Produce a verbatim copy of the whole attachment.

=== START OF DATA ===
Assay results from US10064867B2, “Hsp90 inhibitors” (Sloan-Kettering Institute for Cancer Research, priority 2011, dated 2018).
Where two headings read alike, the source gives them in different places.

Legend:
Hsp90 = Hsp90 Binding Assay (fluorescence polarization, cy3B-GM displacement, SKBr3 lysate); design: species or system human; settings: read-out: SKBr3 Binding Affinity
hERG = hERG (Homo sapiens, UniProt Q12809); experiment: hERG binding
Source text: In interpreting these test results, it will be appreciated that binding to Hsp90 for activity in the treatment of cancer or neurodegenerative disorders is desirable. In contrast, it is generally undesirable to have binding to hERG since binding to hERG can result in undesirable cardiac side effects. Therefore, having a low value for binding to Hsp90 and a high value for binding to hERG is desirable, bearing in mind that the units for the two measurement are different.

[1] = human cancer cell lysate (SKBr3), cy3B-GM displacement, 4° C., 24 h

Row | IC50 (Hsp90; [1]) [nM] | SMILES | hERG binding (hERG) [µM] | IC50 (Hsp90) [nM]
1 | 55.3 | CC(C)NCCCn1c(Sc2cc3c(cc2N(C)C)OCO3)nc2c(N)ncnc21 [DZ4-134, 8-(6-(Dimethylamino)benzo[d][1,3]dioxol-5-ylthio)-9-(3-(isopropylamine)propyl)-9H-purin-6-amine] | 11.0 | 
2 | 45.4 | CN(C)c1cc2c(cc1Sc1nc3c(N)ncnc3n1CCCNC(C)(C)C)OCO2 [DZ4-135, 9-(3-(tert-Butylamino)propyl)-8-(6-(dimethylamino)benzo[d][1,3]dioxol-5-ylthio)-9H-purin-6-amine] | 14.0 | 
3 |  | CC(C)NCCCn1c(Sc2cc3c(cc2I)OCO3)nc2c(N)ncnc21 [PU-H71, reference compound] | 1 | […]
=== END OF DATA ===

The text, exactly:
Assay results from US10064867B2, “Hsp90 inhibitors” (Sloan-Kettering Institute for Cancer Research, priority 2011, dated 2018).
Where two headings read alike, the source gives them in different places.

Legend:
Hsp90 = Hsp90 Binding Assay (fluorescence polarization, cy3B-GM displacement, SKBr3 lysate); design: species or system human; settings: read-out: SKBr3 Binding Affinity
hERG = hERG (Homo sapiens, UniProt Q12809); experiment: hERG binding
Source text: In interpreting these test results, it will be appreciated that binding to Hsp90 for activity in the treatment of cancer or neurodegenerative disorders is desirable. In contrast, it is generally undesirable to have binding to hERG since binding to hERG can result in undesirable cardiac side effects. Therefore, having a low value for binding to Hsp90 and a high value for binding to hERG is desirable, bearing in mind that the units for the two measurement are different.

[1] = human cancer cell lysate (SKBr3), cy3B-GM displacement, 4° C., 24 h

Row | IC50 (Hsp90; [1]) [nM] | SMILES | hERG binding (hERG) [µM] | IC50 (Hsp90) [nM]
1 | 55.3 | CC(C)NCCCn1c(Sc2cc3c(cc2N(C)C)OCO3)nc2c(N)ncnc21 [DZ4-134, 8-(6-(Dimethylamino)benzo[d][1,3]dioxol-5-ylthio)-9-(3-(isopropylamine)propyl)-9H-purin-6-amine] | 11.0 | 
2 | 45.4 | CN(C)c1cc2c(cc1Sc1nc3c(N)ncnc3n1CCCNC(C)(C)C)OCO2 [DZ4-135, 9-(3-(tert-Butylamino)propyl)-8-(6-(dimethylamino)benzo[d][1,3]dioxol-5-ylthio)-9H-purin-6-amine] | 14.0 | 
3 |  | CC(C)NCCCn1c(Sc2cc3c(cc2I)OCO3)nc2c(N)ncnc21 [PU-H71, reference compound] | 1 | […]